How's your teeth going?
WE NEED to twice daily brush, once daily floss, eat healthy and regular visit our dentist to maintain good dental health.
Food, glorious food
Our eating habits play a major role in tooth decay which is a diet related disease. Sugars in the food and drinks we eat are taken up by bacteria, producing acids that attack the outer layer of tooth enamel to cause decay.
Saliva helps our teeth recover from these attacks through a process neutralising the acids. However, if we frequently snack between meals, there is no rest period for teeth to undergo this recovery process, which means that, over time, a cavity forms as a result of these sustained acid attacks.
What to do? Eat three regular meal times a day rather than snacking and grazing, and limit sugary treats to be part of a meal rather than as a snack.
Get drinking, water that is
Tap water in most areas of Australia contains fluoride, one of the easiest and most beneficial ways to help prevent tooth decay. Regularly sip it throughout the day, including with and right after meals.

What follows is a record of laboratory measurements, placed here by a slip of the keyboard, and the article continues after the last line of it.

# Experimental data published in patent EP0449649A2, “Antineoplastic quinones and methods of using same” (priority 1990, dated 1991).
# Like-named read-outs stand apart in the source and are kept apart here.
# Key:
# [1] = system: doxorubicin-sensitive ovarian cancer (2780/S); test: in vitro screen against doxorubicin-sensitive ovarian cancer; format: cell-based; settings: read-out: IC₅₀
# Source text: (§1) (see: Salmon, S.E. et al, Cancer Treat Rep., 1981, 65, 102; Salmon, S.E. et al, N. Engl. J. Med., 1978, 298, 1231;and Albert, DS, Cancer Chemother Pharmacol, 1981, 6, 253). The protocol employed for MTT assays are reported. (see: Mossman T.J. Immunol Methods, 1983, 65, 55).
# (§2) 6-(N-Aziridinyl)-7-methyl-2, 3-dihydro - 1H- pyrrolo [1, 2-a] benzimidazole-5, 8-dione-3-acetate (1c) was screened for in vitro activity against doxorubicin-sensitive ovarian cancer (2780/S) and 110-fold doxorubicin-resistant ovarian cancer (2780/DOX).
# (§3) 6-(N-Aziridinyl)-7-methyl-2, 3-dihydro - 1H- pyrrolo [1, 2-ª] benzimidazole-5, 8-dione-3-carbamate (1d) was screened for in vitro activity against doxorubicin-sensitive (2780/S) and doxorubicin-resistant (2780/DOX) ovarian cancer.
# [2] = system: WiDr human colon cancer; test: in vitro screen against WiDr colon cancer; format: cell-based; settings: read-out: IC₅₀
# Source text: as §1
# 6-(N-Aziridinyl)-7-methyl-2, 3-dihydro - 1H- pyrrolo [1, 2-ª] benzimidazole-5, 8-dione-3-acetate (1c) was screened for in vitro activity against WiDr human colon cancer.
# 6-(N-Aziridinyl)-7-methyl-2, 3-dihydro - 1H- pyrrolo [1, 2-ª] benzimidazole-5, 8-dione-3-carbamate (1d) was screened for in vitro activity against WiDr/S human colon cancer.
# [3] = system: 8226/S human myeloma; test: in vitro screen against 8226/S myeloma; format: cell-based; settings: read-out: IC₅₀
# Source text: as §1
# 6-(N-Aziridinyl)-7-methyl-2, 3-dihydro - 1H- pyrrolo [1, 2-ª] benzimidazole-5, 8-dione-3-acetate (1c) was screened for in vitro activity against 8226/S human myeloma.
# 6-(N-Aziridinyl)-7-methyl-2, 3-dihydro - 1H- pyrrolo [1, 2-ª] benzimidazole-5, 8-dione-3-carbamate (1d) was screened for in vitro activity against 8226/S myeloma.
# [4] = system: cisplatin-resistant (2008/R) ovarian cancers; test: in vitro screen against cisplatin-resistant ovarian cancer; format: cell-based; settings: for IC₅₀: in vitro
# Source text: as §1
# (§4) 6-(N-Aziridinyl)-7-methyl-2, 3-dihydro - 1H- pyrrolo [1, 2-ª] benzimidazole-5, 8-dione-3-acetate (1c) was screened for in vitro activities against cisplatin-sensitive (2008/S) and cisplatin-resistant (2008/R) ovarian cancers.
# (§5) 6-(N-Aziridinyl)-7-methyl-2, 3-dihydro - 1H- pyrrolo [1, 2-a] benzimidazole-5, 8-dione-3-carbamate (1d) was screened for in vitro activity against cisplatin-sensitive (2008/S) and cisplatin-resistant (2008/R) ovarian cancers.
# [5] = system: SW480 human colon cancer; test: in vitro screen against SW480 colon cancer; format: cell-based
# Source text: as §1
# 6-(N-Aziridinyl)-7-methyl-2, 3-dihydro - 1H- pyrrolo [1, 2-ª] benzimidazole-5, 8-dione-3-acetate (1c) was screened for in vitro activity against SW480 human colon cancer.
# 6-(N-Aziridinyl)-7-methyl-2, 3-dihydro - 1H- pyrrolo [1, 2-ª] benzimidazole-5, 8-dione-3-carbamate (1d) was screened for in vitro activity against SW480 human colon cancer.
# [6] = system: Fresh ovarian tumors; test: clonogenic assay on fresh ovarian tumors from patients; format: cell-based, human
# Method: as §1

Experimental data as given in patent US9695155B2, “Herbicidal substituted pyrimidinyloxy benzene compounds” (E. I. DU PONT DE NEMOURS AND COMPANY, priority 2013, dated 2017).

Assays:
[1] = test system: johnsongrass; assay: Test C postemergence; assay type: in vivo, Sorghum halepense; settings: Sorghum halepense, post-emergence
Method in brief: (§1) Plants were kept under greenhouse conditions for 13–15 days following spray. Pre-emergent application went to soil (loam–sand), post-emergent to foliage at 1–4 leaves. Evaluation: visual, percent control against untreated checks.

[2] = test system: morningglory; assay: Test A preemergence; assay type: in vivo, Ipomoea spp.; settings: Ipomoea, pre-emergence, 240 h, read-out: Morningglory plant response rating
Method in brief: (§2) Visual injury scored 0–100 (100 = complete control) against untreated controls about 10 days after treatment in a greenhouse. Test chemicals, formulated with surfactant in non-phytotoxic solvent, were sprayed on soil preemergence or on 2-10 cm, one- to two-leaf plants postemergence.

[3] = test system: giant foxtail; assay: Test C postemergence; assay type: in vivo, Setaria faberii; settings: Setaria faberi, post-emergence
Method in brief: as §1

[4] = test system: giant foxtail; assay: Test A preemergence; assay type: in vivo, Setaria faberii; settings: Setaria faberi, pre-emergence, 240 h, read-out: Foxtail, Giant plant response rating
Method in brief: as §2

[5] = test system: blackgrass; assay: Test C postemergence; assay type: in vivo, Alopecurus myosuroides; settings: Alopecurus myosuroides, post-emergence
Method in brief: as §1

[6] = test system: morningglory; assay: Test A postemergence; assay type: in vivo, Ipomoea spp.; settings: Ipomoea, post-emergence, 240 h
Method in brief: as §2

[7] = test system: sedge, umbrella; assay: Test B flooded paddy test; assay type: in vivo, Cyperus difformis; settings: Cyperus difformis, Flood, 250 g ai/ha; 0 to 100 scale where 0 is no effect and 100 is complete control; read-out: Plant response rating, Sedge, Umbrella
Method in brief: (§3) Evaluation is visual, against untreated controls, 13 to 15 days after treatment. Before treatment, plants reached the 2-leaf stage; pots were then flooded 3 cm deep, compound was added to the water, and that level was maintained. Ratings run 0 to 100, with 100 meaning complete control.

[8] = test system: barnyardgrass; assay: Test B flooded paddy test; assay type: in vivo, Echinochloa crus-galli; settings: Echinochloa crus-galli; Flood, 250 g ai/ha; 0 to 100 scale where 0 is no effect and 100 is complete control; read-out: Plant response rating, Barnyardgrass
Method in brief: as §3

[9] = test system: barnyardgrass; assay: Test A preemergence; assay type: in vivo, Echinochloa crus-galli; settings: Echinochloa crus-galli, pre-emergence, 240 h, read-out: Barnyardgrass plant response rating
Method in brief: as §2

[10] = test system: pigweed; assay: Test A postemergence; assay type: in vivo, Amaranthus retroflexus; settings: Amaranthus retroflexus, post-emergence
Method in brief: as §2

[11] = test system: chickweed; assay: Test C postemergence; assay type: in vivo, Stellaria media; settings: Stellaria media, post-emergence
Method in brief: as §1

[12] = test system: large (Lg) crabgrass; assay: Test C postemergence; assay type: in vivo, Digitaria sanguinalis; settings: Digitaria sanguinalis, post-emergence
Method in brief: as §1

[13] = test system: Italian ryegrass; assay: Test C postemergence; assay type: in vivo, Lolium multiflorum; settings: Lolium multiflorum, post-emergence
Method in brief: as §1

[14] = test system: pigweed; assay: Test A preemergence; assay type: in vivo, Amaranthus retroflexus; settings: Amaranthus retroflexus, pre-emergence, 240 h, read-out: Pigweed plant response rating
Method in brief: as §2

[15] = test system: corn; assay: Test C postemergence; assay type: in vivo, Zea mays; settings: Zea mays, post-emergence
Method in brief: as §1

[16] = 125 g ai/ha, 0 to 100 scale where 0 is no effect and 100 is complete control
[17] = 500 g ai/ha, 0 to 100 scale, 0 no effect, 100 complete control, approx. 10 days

Chew on this?
Studies have shown that chewing sugar-free gum for 20 minutes after eating can prompt your mouth to produce more saliva, which helps neutralise decay-causing acid attacks.
Brush for at least two minutes in the morning and at night. Too much pressure when brushing can damage your gums and tooth enamel.
If the bristles are wearing out on your toothbrushes well before the three-month mark, you're pressing too hard and you should ask your dentist to show you a less damaging technique
Choose one that contains fluoride. When added to toothpaste, fluoride strengthens teeth, making them more resistant to attacks from sugar and acid, thereby preventing decay. Fluoride can also help remineralise (heal or reverse) early decay.
More information at ada.org.au.